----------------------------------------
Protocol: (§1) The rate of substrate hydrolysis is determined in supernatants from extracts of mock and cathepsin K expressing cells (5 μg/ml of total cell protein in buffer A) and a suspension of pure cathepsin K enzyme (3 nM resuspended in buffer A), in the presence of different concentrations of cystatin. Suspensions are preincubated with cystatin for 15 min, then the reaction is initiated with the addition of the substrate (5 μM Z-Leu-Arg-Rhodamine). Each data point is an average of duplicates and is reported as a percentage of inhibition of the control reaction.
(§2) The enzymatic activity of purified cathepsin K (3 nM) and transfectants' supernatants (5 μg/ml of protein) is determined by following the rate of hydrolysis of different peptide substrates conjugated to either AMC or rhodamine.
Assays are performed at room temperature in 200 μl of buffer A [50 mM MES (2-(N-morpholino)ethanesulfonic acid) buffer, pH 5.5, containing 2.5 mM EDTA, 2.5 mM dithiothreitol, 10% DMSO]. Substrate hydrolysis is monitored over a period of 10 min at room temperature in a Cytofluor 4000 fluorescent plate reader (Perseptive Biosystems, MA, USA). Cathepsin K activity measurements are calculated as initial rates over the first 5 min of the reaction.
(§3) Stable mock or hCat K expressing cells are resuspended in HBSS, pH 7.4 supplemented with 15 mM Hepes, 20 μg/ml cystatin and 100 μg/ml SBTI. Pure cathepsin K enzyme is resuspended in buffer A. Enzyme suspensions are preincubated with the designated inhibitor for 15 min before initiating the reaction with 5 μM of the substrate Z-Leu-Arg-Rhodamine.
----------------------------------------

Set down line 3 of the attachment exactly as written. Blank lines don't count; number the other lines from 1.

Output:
Assays are performed at room temperature in 200 μl of buffer A [50 mM MES (2-(N-morpholino)ethanesulfonic acid) buffer, pH 5.5, containing 2.5 mM EDTA, 2.5 mM dithiothreitol, 10% DMSO]. Substrate hydrolysis is monitored over a period of 10 min at room temperature in a Cytofluor 4000 fluorescent plate reader (Perseptive Biosystems, MA, USA). Cathepsin K activity measurements are calculated as initial rates over the first 5 min of the reaction.